In April, friends of Gretchen and Jim Peters in Marshall, Michigan put up a GoFundMe page that raised $12,000 to help make the home wheelchair accessible for their ten-year-old son. Simon was born with a rare genetic disorder (Pallister-Killian Syndrome or PKS), a diagnosis he shares with just 300-500 people in the world.
The Peters family had no idea that an Indiana businessman who grew up in Marshall had been so moved by their story that he began planning to do some fundraising on his own.
John Wuori, the CEO of Fabric Services in Bristol, learned that the Peters family hoped to one day get an accessible vehicle, but their ongoing expenses currently prohibited that.
Mr. Wuori took the story back to his employees and asked them, ‘How much can we raise to help this family?’
Fifty-five employees committed to giving money out of their paychecks — and for six months these people continued to donate.
A Truck for the Entire Family With 5 Children
On the Tuesday before thanksgiving, Gretchen got a call from her friend, the photographer who set up the GoFundMe page, saying she wanted to come over and get a picture for a company who donated, which didn’t sound unusual.
It was a representative from the company and some employees.
“I was shaking,” she told the Good News Network. “What’s going on?”
Then the tall, mild-mannered CEO introduced himself.
“We want to present you with a check for a thousand dollars,” Wuori said, and segued into, “to help pay for the insurance.” He gestured toward a big, black accessible MV-1 parked in the road.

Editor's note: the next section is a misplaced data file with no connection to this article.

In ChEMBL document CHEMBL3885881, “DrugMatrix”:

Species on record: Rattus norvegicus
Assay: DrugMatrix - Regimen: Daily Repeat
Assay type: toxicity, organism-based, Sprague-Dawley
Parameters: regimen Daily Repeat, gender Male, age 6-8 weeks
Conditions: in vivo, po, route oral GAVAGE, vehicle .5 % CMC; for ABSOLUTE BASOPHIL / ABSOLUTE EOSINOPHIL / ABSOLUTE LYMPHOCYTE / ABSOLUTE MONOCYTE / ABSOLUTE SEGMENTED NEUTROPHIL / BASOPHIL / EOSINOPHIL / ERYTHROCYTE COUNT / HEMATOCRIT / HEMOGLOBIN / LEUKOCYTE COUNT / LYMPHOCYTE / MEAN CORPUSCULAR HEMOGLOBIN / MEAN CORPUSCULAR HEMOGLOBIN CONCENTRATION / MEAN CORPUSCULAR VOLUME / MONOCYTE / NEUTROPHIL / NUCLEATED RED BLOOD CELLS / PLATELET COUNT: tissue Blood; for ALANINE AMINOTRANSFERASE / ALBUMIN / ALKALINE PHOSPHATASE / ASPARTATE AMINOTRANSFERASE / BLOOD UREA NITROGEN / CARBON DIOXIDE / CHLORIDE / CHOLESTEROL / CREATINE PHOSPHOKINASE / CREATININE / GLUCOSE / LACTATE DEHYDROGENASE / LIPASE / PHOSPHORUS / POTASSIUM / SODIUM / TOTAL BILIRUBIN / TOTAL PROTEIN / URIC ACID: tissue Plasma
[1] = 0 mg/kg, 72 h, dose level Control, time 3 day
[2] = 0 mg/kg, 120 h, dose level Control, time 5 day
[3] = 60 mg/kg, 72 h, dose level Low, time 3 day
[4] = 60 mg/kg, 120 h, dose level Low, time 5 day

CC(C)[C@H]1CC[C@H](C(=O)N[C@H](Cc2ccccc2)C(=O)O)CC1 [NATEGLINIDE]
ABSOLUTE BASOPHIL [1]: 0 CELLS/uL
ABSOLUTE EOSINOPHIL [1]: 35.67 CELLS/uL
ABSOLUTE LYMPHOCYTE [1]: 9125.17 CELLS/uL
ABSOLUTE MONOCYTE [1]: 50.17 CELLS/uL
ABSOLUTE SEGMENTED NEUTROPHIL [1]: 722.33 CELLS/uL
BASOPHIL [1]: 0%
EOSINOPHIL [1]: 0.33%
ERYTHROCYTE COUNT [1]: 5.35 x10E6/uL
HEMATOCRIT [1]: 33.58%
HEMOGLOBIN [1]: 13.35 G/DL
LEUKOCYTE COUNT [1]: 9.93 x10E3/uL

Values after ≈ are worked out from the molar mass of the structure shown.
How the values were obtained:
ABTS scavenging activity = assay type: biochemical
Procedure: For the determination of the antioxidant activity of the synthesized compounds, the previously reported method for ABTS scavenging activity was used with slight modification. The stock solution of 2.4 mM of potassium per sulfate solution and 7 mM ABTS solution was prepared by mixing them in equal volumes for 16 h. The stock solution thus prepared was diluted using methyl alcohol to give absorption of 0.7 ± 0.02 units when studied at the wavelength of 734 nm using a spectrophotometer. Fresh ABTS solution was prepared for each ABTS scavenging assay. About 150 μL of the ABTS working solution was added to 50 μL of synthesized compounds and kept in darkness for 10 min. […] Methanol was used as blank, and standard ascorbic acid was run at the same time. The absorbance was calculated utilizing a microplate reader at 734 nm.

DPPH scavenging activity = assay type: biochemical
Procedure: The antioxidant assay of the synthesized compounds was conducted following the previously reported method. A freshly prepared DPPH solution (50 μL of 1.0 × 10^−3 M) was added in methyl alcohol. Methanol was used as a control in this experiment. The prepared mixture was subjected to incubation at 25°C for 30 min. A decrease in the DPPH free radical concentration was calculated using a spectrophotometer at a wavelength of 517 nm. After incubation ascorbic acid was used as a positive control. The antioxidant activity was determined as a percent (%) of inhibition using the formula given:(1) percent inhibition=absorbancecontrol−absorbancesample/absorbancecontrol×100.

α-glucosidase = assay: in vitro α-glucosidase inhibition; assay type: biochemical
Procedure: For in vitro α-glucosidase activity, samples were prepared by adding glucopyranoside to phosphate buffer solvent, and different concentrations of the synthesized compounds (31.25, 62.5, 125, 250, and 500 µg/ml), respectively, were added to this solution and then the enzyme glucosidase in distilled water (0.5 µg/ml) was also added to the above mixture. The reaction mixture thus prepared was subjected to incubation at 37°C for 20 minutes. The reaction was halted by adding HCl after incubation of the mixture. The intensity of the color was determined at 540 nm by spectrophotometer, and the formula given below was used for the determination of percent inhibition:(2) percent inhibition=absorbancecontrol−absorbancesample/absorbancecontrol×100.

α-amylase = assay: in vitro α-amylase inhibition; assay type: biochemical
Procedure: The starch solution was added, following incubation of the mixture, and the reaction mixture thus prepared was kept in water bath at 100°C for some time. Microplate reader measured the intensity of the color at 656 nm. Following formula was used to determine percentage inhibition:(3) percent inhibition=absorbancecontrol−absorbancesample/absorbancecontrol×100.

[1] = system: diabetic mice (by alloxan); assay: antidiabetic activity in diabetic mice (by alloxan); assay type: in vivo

“This really happened to me!” recalled Gretchen who could hardly believe it, even two weeks later. “It’s so awesome. I went to work the next day. Everybody is just thrilled. I’m just in a fog when people ask, because I am so wowed by this.”
When Gretchen brought her son out and he saw the new vehicle, he “beamed and laughed with delight” as they easily rolled his chair into the van. “It’s a little boy’s way of saying thank you even though he can’t talk,” she told the Battle Creek Enquirer.
It turns out Fabric Services makes parts for the SUV, so Wuori was familiar with the vehicle’s quality. He didn’t know if they could raise the total amount needed to buy the MV-1, which is custom-built for $50,000, but he was determined that the company would do the best they could.
“I’m sharing the story, because I want people to know about these beautiful hearts,” explained Gretchen. “Who does this for people they don’t know — not just once, but for SIX months?”
The Christian-based company, which promotes a lot of volunteer activities among employees, on Thanksgiving celebrated seven years as an employee-owned company. They’ve posted the company’s vision on their website, which reads in part: To be a Corporate Citizen that our Community is proud to host.
With such Thanksgiving charity, the Indiana town of Bristol is not the only community that is proud of Fabric Services.
(READ the story from Battle Creek Enquirer)
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